"Woke up, found you gone, totally lost it," he summarized the last couple of hours hastily, while Sam let the door of the car clunk shut behind him and watched Dean picking up pace across the snowy ground as if it were happening in slow motion.

He got ready to be slammed, and slammed he was, back crunching against metal, arms pinned. The air whooshed out of him and Sam was totally surprised that Dean had that much gas left in his tank.

"You lying, freaking little bitch!"

"Hey," Sam began, both miffed and panicky.

"You've been screwing around with that black-eyed skank again." It wasn't even a question.

The diagonal brace across Sam's chest tightened. His right arm was sealed against the Dodge by the elbow, his left trapped by Dean's full weight.

"Oh you have," Dean breathed. "I can see it, I can smell it on you ..."

"Haven't," Sam said. When he took a breath he got a sense that his brother was a lot shakier than he sounded and knew, with an uncomfortable flush of energy, that he could throw Dean aside, through the air, on to the freezing ground, in one instant of momentum, if he so decided. "Get off me, Dean."

"Or what? You'll break my neck? Here, show us what you're made of, freak. Help yourself."

"Dean ..." Bobby warned. "Get a grip, boy. Maybe you should just listen to what he's got to say."

"Listen to him!" Dean whined. "You've got to be kidding me, Bobby. I'm not listening to him, I should be smacking some fucking sense into him."

"You two do any brawling on my property," Bobby snapped, "and so help me I will call the cops on your asses."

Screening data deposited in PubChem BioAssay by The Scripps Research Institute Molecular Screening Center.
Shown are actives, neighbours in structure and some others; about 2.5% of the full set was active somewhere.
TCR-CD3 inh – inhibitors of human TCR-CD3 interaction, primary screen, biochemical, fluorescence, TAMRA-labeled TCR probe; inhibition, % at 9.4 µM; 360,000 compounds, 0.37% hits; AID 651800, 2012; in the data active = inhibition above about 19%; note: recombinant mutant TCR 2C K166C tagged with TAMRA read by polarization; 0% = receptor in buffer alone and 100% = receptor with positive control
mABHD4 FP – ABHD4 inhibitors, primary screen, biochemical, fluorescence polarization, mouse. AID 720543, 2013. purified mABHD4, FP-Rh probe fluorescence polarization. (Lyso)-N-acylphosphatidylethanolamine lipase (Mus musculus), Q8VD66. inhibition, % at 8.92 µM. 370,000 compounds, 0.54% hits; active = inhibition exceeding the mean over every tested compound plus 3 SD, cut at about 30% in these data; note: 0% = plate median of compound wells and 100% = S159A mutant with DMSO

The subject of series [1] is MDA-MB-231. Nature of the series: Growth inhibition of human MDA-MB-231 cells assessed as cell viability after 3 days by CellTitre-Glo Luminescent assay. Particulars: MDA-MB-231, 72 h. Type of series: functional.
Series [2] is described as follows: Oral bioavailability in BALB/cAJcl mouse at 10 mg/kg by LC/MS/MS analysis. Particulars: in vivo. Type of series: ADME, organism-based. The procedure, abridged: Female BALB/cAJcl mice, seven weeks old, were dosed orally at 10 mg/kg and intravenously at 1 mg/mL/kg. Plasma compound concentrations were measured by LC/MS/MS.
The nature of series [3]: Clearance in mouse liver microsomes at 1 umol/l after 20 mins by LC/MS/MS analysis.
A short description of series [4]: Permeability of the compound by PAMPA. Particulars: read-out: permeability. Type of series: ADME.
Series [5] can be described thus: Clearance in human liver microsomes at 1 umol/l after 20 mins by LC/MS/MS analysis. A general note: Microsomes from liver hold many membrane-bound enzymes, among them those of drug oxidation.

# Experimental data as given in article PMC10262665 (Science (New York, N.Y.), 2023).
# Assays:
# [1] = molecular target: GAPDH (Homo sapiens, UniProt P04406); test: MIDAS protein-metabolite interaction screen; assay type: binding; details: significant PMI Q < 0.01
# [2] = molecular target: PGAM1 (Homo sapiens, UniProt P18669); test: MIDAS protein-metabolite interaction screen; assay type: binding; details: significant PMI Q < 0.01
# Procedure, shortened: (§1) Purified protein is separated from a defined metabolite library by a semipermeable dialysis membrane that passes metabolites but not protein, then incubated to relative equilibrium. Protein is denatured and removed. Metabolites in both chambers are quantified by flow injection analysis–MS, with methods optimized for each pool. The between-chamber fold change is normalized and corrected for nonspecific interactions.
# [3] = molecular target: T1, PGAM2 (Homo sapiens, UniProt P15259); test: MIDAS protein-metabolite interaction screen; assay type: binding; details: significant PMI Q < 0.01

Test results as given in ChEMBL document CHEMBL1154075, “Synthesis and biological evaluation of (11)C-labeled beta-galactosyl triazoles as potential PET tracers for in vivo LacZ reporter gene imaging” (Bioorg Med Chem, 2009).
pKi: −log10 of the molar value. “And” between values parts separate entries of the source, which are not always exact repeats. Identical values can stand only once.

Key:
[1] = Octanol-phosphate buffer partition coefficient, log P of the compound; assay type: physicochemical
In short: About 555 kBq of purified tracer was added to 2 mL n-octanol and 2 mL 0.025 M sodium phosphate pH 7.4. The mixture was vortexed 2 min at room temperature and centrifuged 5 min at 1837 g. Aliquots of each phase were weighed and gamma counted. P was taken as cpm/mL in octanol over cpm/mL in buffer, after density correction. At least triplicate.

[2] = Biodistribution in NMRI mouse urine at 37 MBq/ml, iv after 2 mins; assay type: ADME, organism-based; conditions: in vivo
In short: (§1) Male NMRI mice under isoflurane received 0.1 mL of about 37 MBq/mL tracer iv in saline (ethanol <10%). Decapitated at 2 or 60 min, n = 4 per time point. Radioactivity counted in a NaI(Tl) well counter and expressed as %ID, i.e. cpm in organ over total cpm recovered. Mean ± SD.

Sam filled his lungs and broke out of the hold. He wasn't sure if he'd done it by superior strength in the end or if Dean had actually decided to let him go. The snow was beginning to dance around them.

"I just went to check out something that could be a case," he began and Dean's face screwed up as if he was trying to follow a foreign language and not making any headway at all. "It was a bunch of weird, creepy bullshit, but it wasn't our kind of weird, creepy bullshit. And there's nothing going on, Dean, I've told you a hundred times. Just trying to get us back on track."

It all sounded entirely reasonable, but Dean was still looking at him as if he couldn't work it out, any of it. He began rooting around in his front jeans pocket and Sam felt a winding twist of anxiety.

"What are you ...? Dean, what are you doing?"

Dean produced the Impala's keys and shook them at him wordlessly.

"I think we should all go in out of this weather and just take a little stock," Bobby decided, looking as if being the voice of reason was starting to stick in his craw.

"Screw that," Dean said. He looked at Sam, long and hard, like he was evaluating him and Sam knew that the flat, emotionless tone was the cue for his brother to walk out, walk off, leave.